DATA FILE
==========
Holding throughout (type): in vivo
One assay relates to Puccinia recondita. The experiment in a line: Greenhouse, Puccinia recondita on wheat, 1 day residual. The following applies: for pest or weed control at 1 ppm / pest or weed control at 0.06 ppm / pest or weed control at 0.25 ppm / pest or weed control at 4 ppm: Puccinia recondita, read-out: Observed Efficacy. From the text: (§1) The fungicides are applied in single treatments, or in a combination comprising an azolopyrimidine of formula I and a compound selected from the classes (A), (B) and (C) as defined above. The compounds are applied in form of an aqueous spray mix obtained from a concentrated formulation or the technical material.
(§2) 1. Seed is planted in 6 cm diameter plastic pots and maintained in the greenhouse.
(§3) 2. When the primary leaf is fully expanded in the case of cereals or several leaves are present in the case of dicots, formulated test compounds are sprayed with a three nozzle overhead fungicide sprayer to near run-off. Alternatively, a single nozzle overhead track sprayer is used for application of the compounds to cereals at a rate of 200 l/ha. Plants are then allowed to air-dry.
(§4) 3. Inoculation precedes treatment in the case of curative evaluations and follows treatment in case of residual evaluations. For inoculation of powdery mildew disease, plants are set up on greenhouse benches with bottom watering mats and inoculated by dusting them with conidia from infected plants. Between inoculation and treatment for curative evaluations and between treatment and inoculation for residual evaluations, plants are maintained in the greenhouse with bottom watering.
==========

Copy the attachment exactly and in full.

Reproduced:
Holding throughout (type): in vivo
One assay relates to Puccinia recondita. The experiment in a line: Greenhouse, Puccinia recondita on wheat, 1 day residual. The following applies: for pest or weed control at 1 ppm / pest or weed control at 0.06 ppm / pest or weed control at 0.25 ppm / pest or weed control at 4 ppm: Puccinia recondita, read-out: Observed Efficacy. From the text: (§1) The fungicides are applied in single treatments, or in a combination comprising an azolopyrimidine of formula I and a compound selected from the classes (A), (B) and (C) as defined above. The compounds are applied in form of an aqueous spray mix obtained from a concentrated formulation or the technical material.
(§2) 1. Seed is planted in 6 cm diameter plastic pots and maintained in the greenhouse.
(§3) 2. When the primary leaf is fully expanded in the case of cereals or several leaves are present in the case of dicots, formulated test compounds are sprayed with a three nozzle overhead fungicide sprayer to near run-off. Alternatively, a single nozzle overhead track sprayer is used for application of the compounds to cereals at a rate of 200 l/ha. Plants are then allowed to air-dry.
(§4) 3. Inoculation precedes treatment in the case of curative evaluations and follows treatment in case of residual evaluations. For inoculation of powdery mildew disease, plants are set up on greenhouse benches with bottom watering mats and inoculated by dusting them with conidia from infected plants. Between inoculation and treatment for curative evaluations and between treatment and inoculation for residual evaluations, plants are maintained in the greenhouse with bottom watering.